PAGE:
Lessons from Exeter
Published on: 1 July 2014
nPOD's first Insulitis working group meeting took place in Exeter in November 2013.
Important new insights, which have challenged the accepted view about the insulin-secreting (beta) cells of people with Type 1 Diabetes, have been uncovered through research undertaken at the University of Exeter Medical School.
Researchers have revealed that some patients with Type 1 Diabetes still have the cells responsible for the storage and release of insulin long after they develop the illness. This discovery means researchers may be able to answer key questions about insulin production which will improve the effectiveness of treatment and may help to prevent people developing the disease, in future.
Professor Noel Morgan and Dr Sarah Richardson have been studying the processes which cause beta-cell destruction in pancreas samples whilst Dr Richard Oram has examined the insulin levels in patients with Type 1 Diabetes. When brought together, these two approaches provide strong evidence that some beta cells may survive for long periods and release insulin into the blood of patients with Type 1 Diabetes. Investigation into the causes of Type 1 Diabetes requires researchers to study the pancreas and, despite the illness being very common, few such are samples available. Professor Morgan and Dr Richardson have access to the world’s largest collection, including many from donors who died shortly after diagnosis. This enables them to perform detailed studies of how the condition progresses.
Examining the numbers of beta cells in pancreatic tissue samples and comparing the results with the research of Dr Oram, was soon to reveal a surprising secret - as he explained: “The medical assumption has been that all insulin producing beta cells die off, but this isn’t totally true; in the vast majority of cases, people still have a small number of beta cells left – and there are some rare people who have quite a lot of beta cells left and we just don’t know why. If we can answer this, it might help us stop the beta cells dying in the first place."
Dr Oram added: “Noel, Sarah and I are studying the same topic from different perspectives; if they can see beta cells under the microscope in the tissue samples and I can show that patients are still making insulin, it proves that what they see and what we measure are real.”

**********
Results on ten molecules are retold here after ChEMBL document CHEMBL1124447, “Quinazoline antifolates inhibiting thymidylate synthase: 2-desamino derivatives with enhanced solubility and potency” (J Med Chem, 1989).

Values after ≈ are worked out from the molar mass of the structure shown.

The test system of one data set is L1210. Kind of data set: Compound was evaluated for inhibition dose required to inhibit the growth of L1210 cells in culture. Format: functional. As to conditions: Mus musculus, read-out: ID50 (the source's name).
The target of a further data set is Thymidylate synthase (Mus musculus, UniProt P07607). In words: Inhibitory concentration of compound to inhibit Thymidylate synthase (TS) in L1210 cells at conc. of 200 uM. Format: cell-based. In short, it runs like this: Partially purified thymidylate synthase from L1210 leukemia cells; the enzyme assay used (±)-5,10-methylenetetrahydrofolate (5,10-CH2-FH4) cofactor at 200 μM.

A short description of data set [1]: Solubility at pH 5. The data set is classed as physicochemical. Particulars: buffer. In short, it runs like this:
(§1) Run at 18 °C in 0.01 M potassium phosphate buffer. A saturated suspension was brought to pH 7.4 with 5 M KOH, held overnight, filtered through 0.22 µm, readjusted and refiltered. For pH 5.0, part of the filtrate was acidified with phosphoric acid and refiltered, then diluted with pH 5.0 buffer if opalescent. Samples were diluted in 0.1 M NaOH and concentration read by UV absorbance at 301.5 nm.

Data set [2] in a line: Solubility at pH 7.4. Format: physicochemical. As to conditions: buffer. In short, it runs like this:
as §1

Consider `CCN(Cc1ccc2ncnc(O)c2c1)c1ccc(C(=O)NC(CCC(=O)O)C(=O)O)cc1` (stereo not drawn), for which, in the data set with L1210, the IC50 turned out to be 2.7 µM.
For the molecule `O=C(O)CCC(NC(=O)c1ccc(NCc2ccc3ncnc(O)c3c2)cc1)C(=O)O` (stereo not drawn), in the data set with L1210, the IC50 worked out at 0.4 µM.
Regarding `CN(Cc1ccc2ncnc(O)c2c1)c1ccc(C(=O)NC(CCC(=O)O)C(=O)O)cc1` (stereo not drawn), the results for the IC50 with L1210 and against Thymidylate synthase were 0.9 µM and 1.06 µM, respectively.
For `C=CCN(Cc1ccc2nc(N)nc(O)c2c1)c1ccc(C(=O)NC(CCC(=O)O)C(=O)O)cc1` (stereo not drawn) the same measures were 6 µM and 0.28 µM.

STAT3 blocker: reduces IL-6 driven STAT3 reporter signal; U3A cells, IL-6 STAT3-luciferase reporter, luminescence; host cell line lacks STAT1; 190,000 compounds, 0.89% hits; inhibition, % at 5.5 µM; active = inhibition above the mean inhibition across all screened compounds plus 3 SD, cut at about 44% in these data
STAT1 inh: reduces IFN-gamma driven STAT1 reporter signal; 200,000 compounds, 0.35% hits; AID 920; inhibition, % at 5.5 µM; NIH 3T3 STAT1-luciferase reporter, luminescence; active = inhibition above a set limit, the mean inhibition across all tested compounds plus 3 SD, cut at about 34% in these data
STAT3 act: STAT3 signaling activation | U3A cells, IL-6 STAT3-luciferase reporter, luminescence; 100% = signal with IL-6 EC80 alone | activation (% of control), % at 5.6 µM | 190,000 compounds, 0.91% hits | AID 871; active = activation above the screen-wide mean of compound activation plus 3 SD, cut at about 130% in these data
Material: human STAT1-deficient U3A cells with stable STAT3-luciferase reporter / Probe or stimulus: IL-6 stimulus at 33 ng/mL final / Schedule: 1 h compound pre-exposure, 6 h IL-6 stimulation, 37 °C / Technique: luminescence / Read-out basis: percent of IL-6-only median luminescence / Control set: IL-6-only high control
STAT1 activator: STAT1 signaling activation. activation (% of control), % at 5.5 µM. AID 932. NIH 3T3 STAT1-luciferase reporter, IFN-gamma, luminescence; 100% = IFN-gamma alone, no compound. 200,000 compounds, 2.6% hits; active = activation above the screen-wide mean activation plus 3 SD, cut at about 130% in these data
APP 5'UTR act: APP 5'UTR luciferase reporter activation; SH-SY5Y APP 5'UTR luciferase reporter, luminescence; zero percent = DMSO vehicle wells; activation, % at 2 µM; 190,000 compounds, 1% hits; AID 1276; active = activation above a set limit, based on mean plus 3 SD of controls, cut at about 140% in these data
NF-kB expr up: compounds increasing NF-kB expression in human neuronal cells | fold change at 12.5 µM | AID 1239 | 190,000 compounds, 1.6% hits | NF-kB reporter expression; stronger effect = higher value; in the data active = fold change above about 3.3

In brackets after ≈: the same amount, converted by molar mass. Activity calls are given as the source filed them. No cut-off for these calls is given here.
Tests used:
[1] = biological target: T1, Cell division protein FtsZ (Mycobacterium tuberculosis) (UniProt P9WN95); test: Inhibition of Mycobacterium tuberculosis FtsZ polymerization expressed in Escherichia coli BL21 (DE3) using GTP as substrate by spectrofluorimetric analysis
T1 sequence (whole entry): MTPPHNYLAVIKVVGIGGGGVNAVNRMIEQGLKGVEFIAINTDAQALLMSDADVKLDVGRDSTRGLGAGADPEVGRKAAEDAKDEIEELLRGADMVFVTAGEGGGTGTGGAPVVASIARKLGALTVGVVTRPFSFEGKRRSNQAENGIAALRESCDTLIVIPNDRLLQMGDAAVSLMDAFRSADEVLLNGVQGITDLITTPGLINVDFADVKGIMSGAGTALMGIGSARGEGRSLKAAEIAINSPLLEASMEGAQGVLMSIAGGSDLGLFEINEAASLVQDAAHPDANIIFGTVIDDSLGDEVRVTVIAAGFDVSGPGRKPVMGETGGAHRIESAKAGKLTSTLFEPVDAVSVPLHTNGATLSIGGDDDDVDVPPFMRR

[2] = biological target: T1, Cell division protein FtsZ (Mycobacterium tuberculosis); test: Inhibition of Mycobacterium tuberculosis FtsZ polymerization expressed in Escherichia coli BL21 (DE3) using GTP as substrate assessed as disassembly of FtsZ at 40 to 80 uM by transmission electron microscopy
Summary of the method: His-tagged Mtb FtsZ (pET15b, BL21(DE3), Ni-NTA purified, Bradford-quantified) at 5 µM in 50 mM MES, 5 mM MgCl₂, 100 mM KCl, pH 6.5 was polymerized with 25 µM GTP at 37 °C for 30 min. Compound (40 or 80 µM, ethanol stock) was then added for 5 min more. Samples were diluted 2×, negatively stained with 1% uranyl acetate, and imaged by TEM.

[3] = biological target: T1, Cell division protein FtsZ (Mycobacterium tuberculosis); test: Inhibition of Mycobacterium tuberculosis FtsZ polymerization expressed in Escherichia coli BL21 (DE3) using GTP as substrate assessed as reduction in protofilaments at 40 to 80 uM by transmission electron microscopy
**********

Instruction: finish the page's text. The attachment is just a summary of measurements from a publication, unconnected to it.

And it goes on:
The benefits of the collaborative research, both locally and internationally, were echoed by Dr Richardson. She said: “We’ve really pushed the idea of working with other groups to confirm our findings in these rare samples. This gives us confidence in the new results and allows us to make much faster progress than would otherwise be possible.”
Their success led to invitations to the three researchers to speak at the JDRF Network for Pancreatic Organ Donors with Diabetes (nPOD) conference. This meeting was attended by leading experts from across the world and included a session entitled ‘Lessons from Exeter’. This title stems from a workshop, held in Exeter in 2013, on the topic of insulitis – an inflammation of the pancreas causing destruction of the beta cells.
Dr Richardson explained: “The two day insulitis conference brought together experts who have studied the immune cells that infiltrate the pancreas. They came from all over the world to review what has been learned about Type 1 Diabetes from these pancreas samples.”
It is hoped that this ground breaking research will ultimately lead to changes in the diagnosis and treatment of patients with Type 1 Diabetes. Professor Morgan said: “We haven’t solved things by any means but we’ve provided a lot of important hints. We’re still at an early stage, but the research has a lot of potential impact. We are contributing to a better understanding of the illness which could lead to more targeted treatments.”